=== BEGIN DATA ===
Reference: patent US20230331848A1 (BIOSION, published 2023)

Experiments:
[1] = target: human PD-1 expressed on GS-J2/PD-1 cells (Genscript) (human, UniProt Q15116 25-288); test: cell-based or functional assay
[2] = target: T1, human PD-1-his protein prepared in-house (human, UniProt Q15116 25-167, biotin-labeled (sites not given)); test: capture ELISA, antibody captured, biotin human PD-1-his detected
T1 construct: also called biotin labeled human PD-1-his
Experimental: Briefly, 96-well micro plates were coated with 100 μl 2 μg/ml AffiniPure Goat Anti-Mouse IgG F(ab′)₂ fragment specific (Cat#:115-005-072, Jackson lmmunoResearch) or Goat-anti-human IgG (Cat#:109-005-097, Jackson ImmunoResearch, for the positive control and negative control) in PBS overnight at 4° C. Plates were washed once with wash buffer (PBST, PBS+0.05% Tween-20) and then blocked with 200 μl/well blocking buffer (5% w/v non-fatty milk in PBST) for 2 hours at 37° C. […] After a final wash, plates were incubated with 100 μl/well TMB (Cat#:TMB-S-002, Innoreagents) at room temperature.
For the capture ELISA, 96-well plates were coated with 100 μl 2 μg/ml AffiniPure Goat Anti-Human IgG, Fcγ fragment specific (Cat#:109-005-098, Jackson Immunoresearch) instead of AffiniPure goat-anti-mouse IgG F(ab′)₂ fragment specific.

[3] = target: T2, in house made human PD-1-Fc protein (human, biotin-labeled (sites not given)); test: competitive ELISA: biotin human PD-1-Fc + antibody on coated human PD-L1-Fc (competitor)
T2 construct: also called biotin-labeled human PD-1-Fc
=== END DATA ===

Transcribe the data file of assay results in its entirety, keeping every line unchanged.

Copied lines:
Reference: patent US20230331848A1 (BIOSION, published 2023)

Experiments:
[1] = target: human PD-1 expressed on GS-J2/PD-1 cells (Genscript) (human, UniProt Q15116 25-288); test: cell-based or functional assay
[2] = target: T1, human PD-1-his protein prepared in-house (human, UniProt Q15116 25-167, biotin-labeled (sites not given)); test: capture ELISA, antibody captured, biotin human PD-1-his detected
T1 construct: also called biotin labeled human PD-1-his
Experimental: Briefly, 96-well micro plates were coated with 100 μl 2 μg/ml AffiniPure Goat Anti-Mouse IgG F(ab′)₂ fragment specific (Cat#:115-005-072, Jackson lmmunoResearch) or Goat-anti-human IgG (Cat#:109-005-097, Jackson ImmunoResearch, for the positive control and negative control) in PBS overnight at 4° C. Plates were washed once with wash buffer (PBST, PBS+0.05% Tween-20) and then blocked with 200 μl/well blocking buffer (5% w/v non-fatty milk in PBST) for 2 hours at 37° C. […] After a final wash, plates were incubated with 100 μl/well TMB (Cat#:TMB-S-002, Innoreagents) at room temperature.
For the capture ELISA, 96-well plates were coated with 100 μl 2 μg/ml AffiniPure Goat Anti-Human IgG, Fcγ fragment specific (Cat#:109-005-098, Jackson Immunoresearch) instead of AffiniPure goat-anti-mouse IgG F(ab′)₂ fragment specific.

[3] = target: T2, in house made human PD-1-Fc protein (human, biotin-labeled (sites not given)); test: competitive ELISA: biotin human PD-1-Fc + antibody on coated human PD-L1-Fc (competitor)
T2 construct: also called biotin-labeled human PD-1-Fc